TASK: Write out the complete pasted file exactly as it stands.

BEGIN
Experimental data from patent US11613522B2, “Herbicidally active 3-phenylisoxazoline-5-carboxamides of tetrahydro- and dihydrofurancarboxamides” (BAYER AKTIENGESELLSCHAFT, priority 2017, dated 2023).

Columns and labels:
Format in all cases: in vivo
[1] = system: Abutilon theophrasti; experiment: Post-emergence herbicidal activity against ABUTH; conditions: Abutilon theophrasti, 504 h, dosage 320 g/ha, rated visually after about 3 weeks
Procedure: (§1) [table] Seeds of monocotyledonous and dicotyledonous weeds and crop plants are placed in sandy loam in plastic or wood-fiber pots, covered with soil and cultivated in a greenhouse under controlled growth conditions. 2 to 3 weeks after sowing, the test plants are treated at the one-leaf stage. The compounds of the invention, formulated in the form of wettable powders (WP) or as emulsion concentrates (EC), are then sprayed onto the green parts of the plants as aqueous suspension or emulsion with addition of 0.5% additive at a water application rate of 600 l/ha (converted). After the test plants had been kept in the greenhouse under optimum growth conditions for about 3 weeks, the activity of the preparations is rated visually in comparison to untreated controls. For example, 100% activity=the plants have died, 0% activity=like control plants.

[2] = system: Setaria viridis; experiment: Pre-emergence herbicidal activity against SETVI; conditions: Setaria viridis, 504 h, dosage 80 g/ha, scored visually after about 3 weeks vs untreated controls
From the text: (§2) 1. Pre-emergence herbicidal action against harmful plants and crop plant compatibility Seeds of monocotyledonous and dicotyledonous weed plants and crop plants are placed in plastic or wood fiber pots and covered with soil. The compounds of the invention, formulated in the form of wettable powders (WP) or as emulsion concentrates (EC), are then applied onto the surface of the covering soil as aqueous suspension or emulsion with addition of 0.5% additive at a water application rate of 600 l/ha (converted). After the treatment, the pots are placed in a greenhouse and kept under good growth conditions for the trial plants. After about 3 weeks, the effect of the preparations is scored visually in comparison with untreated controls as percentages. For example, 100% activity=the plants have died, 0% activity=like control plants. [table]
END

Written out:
Experimental data from patent US11613522B2, “Herbicidally active 3-phenylisoxazoline-5-carboxamides of tetrahydro- and dihydrofurancarboxamides” (BAYER AKTIENGESELLSCHAFT, priority 2017, dated 2023).

Columns and labels:
Format in all cases: in vivo
[1] = system: Abutilon theophrasti; experiment: Post-emergence herbicidal activity against ABUTH; conditions: Abutilon theophrasti, 504 h, dosage 320 g/ha, rated visually after about 3 weeks
Procedure: (§1) [table] Seeds of monocotyledonous and dicotyledonous weeds and crop plants are placed in sandy loam in plastic or wood-fiber pots, covered with soil and cultivated in a greenhouse under controlled growth conditions. 2 to 3 weeks after sowing, the test plants are treated at the one-leaf stage. The compounds of the invention, formulated in the form of wettable powders (WP) or as emulsion concentrates (EC), are then sprayed onto the green parts of the plants as aqueous suspension or emulsion with addition of 0.5% additive at a water application rate of 600 l/ha (converted). After the test plants had been kept in the greenhouse under optimum growth conditions for about 3 weeks, the activity of the preparations is rated visually in comparison to untreated controls. For example, 100% activity=the plants have died, 0% activity=like control plants.

[2] = system: Setaria viridis; experiment: Pre-emergence herbicidal activity against SETVI; conditions: Setaria viridis, 504 h, dosage 80 g/ha, scored visually after about 3 weeks vs untreated controls
From the text: (§2) 1. Pre-emergence herbicidal action against harmful plants and crop plant compatibility Seeds of monocotyledonous and dicotyledonous weed plants and crop plants are placed in plastic or wood fiber pots and covered with soil. The compounds of the invention, formulated in the form of wettable powders (WP) or as emulsion concentrates (EC), are then applied onto the surface of the covering soil as aqueous suspension or emulsion with addition of 0.5% additive at a water application rate of 600 l/ha (converted). After the treatment, the pots are placed in a greenhouse and kept under good growth conditions for the trial plants. After about 3 weeks, the effect of the preparations is scored visually in comparison with untreated controls as percentages. For example, 100% activity=the plants have died, 0% activity=like control plants. [table]